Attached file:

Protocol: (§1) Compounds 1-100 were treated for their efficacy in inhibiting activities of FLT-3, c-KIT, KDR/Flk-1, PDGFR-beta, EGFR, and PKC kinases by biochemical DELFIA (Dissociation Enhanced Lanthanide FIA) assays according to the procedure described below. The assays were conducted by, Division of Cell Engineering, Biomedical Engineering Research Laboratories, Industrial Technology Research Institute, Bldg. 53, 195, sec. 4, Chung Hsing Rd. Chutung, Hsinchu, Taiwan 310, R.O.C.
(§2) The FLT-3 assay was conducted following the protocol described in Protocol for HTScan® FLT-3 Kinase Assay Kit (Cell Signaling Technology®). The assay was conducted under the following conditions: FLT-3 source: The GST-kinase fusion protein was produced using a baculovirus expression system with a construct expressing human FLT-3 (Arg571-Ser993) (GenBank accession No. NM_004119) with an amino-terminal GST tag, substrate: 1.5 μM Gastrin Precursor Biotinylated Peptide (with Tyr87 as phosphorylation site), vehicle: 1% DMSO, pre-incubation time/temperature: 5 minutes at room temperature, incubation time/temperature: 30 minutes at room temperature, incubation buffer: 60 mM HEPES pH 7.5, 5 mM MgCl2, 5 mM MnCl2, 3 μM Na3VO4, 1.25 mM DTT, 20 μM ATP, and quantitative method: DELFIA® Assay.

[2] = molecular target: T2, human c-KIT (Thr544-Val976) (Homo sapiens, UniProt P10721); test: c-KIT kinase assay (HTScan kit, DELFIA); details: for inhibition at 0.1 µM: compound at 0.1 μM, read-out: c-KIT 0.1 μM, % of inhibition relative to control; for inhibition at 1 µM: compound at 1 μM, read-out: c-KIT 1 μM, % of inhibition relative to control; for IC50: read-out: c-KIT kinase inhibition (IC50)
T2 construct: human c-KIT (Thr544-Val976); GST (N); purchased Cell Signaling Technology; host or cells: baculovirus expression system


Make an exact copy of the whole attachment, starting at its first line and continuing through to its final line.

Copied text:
Protocol: (§1) Compounds 1-100 were treated for their efficacy in inhibiting activities of FLT-3, c-KIT, KDR/Flk-1, PDGFR-beta, EGFR, and PKC kinases by biochemical DELFIA (Dissociation Enhanced Lanthanide FIA) assays according to the procedure described below. The assays were conducted by, Division of Cell Engineering, Biomedical Engineering Research Laboratories, Industrial Technology Research Institute, Bldg. 53, 195, sec. 4, Chung Hsing Rd. Chutung, Hsinchu, Taiwan 310, R.O.C.
(§2) The FLT-3 assay was conducted following the protocol described in Protocol for HTScan® FLT-3 Kinase Assay Kit (Cell Signaling Technology®). The assay was conducted under the following conditions: FLT-3 source: The GST-kinase fusion protein was produced using a baculovirus expression system with a construct expressing human FLT-3 (Arg571-Ser993) (GenBank accession No. NM_004119) with an amino-terminal GST tag, substrate: 1.5 μM Gastrin Precursor Biotinylated Peptide (with Tyr87 as phosphorylation site), vehicle: 1% DMSO, pre-incubation time/temperature: 5 minutes at room temperature, incubation time/temperature: 30 minutes at room temperature, incubation buffer: 60 mM HEPES pH 7.5, 5 mM MgCl2, 5 mM MnCl2, 3 μM Na3VO4, 1.25 mM DTT, 20 μM ATP, and quantitative method: DELFIA® Assay.

[2] = molecular target: T2, human c-KIT (Thr544-Val976) (Homo sapiens, UniProt P10721); test: c-KIT kinase assay (HTScan kit, DELFIA); details: for inhibition at 0.1 µM: compound at 0.1 μM, read-out: c-KIT 0.1 μM, % of inhibition relative to control; for inhibition at 1 µM: compound at 1 μM, read-out: c-KIT 1 μM, % of inhibition relative to control; for IC50: read-out: c-KIT kinase inhibition (IC50)
T2 construct: human c-KIT (Thr544-Val976); GST (N); purchased Cell Signaling Technology; host or cells: baculovirus expression system